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Abstract

During construction of a revolving sky-tower observatory, a 2.4 m (8 ft) diam cylindrical column developed serious circumferential cracks overnight at the 14 m (46 ft) level where two 12 m (40 ft) sections were joined by a girth weld. The temperatures ranged from 12 deg C (53 deg F) to 7 deg C (45 deg F) that night. The column was shop fabricated in 12 m (40 ft) long sections of 19 mm (3/4 in.) thick steel plate of ASTM A36 steel. Crack initiation was caused by high residual stress during girth welding, and the presence of notches formed by the termination of the incomplete welds. Continuation of the cracks was attributed to the brittle condition of the steel when cooled by the night air. A steel with a much lower ductile-to-brittle transition temperature is essential for this type of structure. Other necessary steps include better control of the girth-welding, choice of a more favorable electrode to avoid porosity, careful termination of all welds to avoid formation of notches, and completion of all welds before other sections of the column are erected.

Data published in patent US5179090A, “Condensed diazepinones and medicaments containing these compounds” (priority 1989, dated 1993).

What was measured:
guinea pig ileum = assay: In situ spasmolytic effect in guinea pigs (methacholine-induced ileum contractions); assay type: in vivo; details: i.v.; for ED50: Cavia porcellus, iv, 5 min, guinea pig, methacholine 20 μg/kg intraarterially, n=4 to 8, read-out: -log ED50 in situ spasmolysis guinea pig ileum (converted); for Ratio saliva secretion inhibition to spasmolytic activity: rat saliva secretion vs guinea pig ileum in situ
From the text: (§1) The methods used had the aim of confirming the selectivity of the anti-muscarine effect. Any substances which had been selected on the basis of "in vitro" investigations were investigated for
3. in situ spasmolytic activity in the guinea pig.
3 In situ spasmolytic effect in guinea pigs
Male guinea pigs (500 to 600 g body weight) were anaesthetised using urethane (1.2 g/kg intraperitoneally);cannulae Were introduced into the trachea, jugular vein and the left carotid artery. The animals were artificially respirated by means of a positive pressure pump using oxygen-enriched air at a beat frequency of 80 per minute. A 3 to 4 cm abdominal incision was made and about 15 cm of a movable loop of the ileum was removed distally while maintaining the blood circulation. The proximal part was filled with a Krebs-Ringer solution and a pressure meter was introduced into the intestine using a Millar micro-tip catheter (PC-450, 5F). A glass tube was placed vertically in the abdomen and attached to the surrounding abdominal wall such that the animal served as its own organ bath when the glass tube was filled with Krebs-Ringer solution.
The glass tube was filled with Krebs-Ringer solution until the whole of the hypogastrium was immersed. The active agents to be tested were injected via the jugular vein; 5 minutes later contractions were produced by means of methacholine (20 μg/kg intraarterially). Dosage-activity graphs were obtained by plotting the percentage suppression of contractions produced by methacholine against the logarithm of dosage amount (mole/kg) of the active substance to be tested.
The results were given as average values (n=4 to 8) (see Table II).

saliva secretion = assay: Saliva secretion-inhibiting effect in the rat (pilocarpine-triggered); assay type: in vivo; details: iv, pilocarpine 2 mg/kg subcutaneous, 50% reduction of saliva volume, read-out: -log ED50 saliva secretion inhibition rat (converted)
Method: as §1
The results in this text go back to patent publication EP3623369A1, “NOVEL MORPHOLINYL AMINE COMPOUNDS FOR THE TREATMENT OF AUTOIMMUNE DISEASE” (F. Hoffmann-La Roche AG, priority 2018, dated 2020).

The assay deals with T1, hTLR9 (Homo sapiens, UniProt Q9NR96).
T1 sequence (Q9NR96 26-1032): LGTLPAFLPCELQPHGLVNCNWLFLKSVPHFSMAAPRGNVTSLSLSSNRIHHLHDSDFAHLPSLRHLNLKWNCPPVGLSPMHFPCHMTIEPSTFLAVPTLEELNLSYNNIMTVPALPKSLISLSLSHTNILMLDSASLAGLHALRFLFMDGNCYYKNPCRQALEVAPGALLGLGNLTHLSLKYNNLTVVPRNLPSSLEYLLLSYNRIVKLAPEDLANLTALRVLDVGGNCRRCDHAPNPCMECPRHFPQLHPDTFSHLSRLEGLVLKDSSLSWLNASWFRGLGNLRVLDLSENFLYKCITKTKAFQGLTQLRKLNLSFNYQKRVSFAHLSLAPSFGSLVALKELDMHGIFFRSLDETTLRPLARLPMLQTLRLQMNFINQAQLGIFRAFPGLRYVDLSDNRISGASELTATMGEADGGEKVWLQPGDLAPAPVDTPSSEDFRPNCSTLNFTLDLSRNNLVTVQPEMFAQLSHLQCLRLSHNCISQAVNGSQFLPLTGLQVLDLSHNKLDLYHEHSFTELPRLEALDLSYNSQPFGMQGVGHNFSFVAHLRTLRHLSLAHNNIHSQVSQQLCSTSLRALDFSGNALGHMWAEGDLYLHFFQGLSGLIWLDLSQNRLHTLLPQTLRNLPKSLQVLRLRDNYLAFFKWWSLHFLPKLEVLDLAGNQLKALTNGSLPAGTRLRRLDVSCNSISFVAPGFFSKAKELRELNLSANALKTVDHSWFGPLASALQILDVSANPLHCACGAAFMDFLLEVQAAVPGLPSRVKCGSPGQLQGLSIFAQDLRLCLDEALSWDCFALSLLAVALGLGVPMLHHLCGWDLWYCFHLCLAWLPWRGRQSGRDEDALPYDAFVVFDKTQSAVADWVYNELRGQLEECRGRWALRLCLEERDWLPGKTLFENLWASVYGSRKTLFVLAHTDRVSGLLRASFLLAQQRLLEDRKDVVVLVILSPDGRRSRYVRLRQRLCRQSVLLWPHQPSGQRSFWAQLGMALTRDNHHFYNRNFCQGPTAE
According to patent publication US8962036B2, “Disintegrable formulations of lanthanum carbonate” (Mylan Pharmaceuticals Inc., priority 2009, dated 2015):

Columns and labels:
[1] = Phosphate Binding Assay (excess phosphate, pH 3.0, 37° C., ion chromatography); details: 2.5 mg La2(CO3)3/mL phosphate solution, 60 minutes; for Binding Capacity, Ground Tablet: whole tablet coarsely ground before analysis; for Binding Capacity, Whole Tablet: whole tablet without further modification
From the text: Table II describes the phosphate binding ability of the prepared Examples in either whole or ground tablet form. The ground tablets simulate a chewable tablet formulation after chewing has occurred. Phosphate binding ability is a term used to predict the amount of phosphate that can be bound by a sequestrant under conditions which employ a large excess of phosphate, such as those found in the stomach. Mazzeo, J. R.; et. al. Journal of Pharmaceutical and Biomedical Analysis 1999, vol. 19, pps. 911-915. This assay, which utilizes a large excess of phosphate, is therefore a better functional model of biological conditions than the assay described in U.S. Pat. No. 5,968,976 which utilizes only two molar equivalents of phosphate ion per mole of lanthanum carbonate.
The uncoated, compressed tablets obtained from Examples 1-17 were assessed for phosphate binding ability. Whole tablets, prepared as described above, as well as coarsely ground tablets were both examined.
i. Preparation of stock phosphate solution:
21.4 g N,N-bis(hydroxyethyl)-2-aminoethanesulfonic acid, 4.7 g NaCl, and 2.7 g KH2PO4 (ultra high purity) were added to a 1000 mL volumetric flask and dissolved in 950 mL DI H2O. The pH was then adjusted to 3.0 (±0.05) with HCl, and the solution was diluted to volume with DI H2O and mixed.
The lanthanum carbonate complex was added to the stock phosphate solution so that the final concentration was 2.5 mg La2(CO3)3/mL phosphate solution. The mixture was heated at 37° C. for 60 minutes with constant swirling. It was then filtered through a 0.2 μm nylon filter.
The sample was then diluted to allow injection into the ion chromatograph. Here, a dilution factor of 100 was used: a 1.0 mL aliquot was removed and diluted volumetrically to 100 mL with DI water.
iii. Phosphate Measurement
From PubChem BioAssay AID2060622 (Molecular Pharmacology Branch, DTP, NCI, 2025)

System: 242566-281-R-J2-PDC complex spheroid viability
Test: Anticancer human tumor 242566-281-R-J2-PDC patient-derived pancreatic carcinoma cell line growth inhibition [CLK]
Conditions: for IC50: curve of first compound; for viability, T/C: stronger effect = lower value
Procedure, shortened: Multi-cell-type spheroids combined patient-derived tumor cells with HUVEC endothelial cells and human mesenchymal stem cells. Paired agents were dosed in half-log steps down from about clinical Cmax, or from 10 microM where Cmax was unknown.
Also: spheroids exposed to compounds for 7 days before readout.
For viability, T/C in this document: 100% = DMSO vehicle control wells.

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2019. "Observatory Column That Cracked Because of High Residual Stresses and Stress Raisers in the Welds", ASM Failure Analysis Case Histories: Buildings, Bridges, and Infrastructure

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